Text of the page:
animal, vegetable, miracle

more food for thought

Before I would have normally thought twice about buying that green bell pepper that my husband requested from the store yesterday, I mean, I know they are out of season and this poor little pepper was carted all the way up from Chile via precious fossil fuels just to add a little life to our potato hash. But after finishing Barbara Kingsolver’s “Animal, Vegetable, Miracle” last night, I feel really guilty.

We have always tried to eat with the seasons because we grow so much of our own fruit and veggies, but sometimes, like last night, you just have to have a bell pepper in the middle of March. Barbara and her industrious family of four commited to an entire year of eating locally and therefore in season. It was a very inspirational read, especially right at the beginning of gardening season. It’s one of those books that makes me want to immediately get out and start tomato, zucchini and basil seeds. Right now! Alas it’s a bit too early for us to do that. Maybe in the next couple of weeks.

Her casual and friendly writing style made me want to go visit her and walk through her garden with her. Meet her chickens and see her new turkey chicks. Her visit to the Farmer’s Diner in Vermont makes us daydream of opening such a restaurant here in Sonoma.

This quote by her husband Stephen is really eye opening:

Americans put almost as much fossil fuel into our refrigerators as our cars. We’re consuming about 400 gallons of oil a year per citizen – about 17% of our nation’s energy use – for agriculture, a close second to our vehicular use. Tractors, combines, harvesters, irrigation, sprayers, tillers, balers, and other equipment all use petroleum. Even bigger gas guzzlers on the farm are not the machines, but so-called inputs. Synthetic fertilizers, pesticides and herbicides use oil and natural gas as their starting materials, and in their manufacturing. More than a quarter of all farming energy goes into synthetic fertilizers.

But getting the crop from seed to harvest takes only one fifth of the total oil used for our food. The lion’s share is consumed during the trip from the farm to your plate. Each food item in a typical U.S. meal has traveled an average of 1500 miles. In addition to direct transport, other fuel-thirsty steps include processing (drying, milling, cutting, sorting, baking), packaging, warehousing and refrigeration. Energy calories consumed by production, packaging and shipping far outweigh the energy calories we receive from the food.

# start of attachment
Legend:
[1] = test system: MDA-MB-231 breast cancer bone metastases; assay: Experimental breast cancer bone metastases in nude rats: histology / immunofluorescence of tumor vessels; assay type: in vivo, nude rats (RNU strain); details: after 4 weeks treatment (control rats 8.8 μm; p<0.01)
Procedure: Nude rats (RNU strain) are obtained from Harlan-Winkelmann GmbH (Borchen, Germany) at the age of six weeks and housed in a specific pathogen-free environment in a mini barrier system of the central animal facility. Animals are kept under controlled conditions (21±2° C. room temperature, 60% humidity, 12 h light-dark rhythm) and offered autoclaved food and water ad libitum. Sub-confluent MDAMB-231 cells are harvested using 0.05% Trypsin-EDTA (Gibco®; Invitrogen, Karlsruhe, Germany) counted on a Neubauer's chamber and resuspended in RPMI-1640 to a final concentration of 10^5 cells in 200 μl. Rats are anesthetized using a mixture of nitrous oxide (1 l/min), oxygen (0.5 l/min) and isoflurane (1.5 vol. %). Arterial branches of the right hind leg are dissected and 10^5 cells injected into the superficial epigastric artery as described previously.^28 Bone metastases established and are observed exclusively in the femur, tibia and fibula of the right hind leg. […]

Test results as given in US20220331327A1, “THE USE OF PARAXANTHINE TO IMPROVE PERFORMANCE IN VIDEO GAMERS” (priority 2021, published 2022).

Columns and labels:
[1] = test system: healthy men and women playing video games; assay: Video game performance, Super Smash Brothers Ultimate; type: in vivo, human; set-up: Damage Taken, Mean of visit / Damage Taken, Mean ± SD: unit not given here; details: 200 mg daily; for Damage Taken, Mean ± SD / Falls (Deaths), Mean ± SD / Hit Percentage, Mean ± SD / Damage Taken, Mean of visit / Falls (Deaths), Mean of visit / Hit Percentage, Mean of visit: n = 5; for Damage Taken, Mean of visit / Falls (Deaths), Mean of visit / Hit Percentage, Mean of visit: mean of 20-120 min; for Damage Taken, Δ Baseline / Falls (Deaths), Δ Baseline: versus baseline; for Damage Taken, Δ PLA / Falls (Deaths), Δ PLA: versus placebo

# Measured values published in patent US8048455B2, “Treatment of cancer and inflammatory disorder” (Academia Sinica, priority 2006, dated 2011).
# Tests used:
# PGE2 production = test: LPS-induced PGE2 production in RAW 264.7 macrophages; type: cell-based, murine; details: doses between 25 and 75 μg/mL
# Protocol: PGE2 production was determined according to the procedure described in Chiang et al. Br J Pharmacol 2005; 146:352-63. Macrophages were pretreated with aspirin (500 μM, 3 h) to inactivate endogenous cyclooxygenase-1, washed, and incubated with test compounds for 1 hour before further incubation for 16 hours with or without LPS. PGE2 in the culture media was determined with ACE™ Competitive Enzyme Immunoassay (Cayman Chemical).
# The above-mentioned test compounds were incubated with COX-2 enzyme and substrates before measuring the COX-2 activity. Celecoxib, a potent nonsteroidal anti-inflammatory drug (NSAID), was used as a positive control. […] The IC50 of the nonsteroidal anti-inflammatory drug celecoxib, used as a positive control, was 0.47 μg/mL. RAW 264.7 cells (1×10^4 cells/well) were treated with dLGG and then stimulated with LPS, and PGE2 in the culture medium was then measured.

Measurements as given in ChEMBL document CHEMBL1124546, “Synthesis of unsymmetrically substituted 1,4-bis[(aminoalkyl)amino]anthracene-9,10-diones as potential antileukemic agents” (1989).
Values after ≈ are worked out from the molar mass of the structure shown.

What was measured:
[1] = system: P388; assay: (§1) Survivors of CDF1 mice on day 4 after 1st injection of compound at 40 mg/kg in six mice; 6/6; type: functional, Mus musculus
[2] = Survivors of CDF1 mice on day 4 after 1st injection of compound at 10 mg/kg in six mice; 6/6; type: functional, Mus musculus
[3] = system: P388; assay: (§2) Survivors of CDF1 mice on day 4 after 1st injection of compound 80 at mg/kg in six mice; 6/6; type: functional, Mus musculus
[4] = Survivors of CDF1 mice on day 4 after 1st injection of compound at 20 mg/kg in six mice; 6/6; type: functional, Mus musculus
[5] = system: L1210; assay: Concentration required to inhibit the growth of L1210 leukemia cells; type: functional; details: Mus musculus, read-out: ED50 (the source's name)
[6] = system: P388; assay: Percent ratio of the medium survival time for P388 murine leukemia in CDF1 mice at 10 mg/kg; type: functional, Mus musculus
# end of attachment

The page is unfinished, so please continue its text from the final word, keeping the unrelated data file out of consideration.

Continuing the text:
A quick way to improve food-related fuel economy would be to buy a quart of motor oil and drink it. More palatable options are available. If every U.S. citizen ate just one meal a week (any meal) composed of locally and organically raised meats and produce, we would reduce our country’s oil consumption by over 1.1 million barrels of oil every week. That’s not gallons, but barrels. Small changes in buying habits can make big differences. Becoming a less energy-dependent nation may just need to start with a good breakfast.

Steven L. Hopp

I don’t know if we’d be able to commit to a eating locally exclusively, but it sure makes me think. Think about finding meals that will accomodate whats in season, taking a second look at there the fruit is grown that I’m putting into my winter shopping bags, and of course it inspires me to garden!

4 Comments

Filed under books, what we've learned

4 responses to “animal, vegetable, miracle

  1. I’ve been wanting to get this book- maybe before I leave for Chicago- I’m sure I’ll get a lot of reading done on the plane with 2 kids (we can be hopeful). I digress…. it takes me an hour in the produce section to shop. When you look at where the food comes from it’s just incredible. The other day I only left with 3 items – everything else was imported from all over. I do have one luxury item- bananas- Ryder loves them and so do we- we can’t seem to give that up. But everything else has to be grown either locally, or within a reasonable distance. It does make it difficult to shop but you feel good when you leave knowing your produce didn’t come from Argentina or Ecuador, etc. I know the best is to get to the farmers markets (which we have been going to the Friday one) but sometimes time doesn’t always allow it so I think the next best thing is to just be conscious while shopping. I can’t wait to get our garden going this summer! Nothing beats a tomato picked from your own garden.

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